We Remember and We Will Never Forget
On September 11th, 2001, a series of terrorist attacks shook America and the world.
2,979 people lost their lives after a group of 19 radical-Islamic al-Qaeda terrorists used 4 commercial jetliners to attack the World Trade Center, the Pentagon, and one final plane that may have been heading to the White House.
The bravery of the passengers of United Flight 93 prevented another attack on a populated area. In New York and at the Pentagon in Virginia, first responders worked to save as many people as they could.
I was in the car and headed to school when the news broke on the radio. I spent the day with friends, huddled around the few computers we had in our classrooms, watching the updates come in as they became available.
I imagine that most everyone remembers what they were doing and where they were when they found out about the attack.
There was one American that was not on Earth during these attacks. Astronaut Frank Culbertson Jr. was the Commander of Expedition 3 to the International Space Station.
He found out about the attacks while contacting mission Control in Houston. Culbertson and his Russian crew mates then captured as many videos and pictures of the East Coast of the United States as they could.
The images that were taken of New York from space are haunting. Smoke and dust clouds from the twin towers were visible from hundreds of miles away in space; the wounds inflicted our nation made even more evident by the cloudless skies on that day.
Culbertson was interviewed about his experience and I recommend you watch this video when you get a chance.
He also wrote a letter the day after the attack, which I’m including below.
September 12, 2001; 19:34 hours.
I haven’t written very much about specifics of this mission during the month I’ve been here, mainly for two reasons: the first being that there has been very little time to do that kind of writing, and secondly because I’m not sure how comfortable I am sharing thoughts I share with family and friends with the rest of the world.
Well, obviously the world changed today. What I say or do is very minor compared to the significance of what happened to our country today when it was attacked by …. by whom? Terrorists is all we know, I guess. Hard to know at whom to direct our anger and fear…
I had just finished a number of tasks this morning, the most time-consuming being the physical exams of all crew members. In a private conversation following that, the flight surgeon told me they were having a very bad day on the ground. I had no idea…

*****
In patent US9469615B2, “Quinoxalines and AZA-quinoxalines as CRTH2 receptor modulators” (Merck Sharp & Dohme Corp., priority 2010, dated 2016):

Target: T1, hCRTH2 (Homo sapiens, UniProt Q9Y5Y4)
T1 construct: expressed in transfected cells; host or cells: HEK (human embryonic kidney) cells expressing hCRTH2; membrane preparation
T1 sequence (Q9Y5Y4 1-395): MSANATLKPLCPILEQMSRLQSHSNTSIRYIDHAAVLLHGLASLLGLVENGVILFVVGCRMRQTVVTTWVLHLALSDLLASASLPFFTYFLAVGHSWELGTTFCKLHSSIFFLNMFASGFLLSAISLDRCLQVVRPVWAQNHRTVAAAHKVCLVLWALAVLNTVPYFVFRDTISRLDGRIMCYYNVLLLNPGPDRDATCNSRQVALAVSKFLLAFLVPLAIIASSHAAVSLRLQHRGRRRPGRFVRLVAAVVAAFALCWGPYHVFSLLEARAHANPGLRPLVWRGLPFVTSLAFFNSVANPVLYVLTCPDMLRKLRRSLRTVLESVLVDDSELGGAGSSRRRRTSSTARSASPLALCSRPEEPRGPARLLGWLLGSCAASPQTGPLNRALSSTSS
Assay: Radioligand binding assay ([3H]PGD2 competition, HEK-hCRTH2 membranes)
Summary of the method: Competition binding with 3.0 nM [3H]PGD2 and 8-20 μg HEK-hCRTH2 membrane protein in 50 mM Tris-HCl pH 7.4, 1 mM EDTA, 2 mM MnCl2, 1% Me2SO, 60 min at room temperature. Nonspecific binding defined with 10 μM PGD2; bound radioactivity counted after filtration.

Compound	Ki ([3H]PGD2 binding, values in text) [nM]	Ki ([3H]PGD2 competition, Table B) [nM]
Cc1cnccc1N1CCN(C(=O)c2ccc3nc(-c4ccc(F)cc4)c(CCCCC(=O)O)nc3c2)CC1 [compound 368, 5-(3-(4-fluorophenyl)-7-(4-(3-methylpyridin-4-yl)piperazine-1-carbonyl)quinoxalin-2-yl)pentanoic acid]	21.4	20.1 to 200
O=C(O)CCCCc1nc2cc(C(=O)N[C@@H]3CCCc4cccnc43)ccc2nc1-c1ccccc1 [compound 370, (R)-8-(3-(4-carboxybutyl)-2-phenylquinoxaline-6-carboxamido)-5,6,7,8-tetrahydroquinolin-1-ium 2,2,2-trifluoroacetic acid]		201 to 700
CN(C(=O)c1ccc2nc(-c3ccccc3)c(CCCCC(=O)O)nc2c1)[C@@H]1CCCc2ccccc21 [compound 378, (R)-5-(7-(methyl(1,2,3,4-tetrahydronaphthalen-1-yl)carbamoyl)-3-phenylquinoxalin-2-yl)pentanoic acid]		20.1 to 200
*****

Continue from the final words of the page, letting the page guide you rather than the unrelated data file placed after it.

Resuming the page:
He described the situation to me as best he knew it at ~0900 CDT. I was flabbergasted, then horrified. My first thought was that this wasn’t a real conversation, that I was still listening to one of my Tom Clancy tapes. It just didn’t seem possible on this scale in our country. I couldn’t even imagine the particulars, even before the news of further destruction began coming in.
Vladimir came over pretty quickly, sensing that something very serious was being discussed. I waved Michael into the module as well. They were also amazed and stunned. After we signed off, I tried to explain to Vladimir and Michael as best I could the potential magnitude of this act of terror in downtown Manhattan and at the Pentagon. They clearly understood and were very sympathetic.
I glanced at the World Map on the computer to see where over the world we were and noticed that we were coming southeast out of Canada and would be passing over New England in a few minutes. I zipped around the station until I found a window that would give me a view of NYC and grabbed the nearest camera. It happened to be a video camera, and I was looking south from the window of Michael’s cabin.
The smoke seemed to have an odd bloom to it at the base of the column that was streaming south of the city. After reading one of the news articles we just received, I believe we were looking at NY around the time of, or shortly after, the collapse of the second tower. How horrible…
I panned the camera all along the East Coast to the south to see if I could see any other smoke around Washington, or anywhere else, but nothing was visible.
It was pretty difficult to think about work after that, though we had some to do, but on the next orbit we crossed the US further south. All three of us were working one or two cameras to try to get views of New York or Washington. There was haze over Washington, but no specific source could be seen. It all looked incredible from two to three hundred miles away. I can’t imagine the tragic scenes on the ground.
Other than the emotional impact of our country being attacked and thousands of our citizens and maybe some friends being killed, the most overwhelming feeling being where I am is one of isolation.”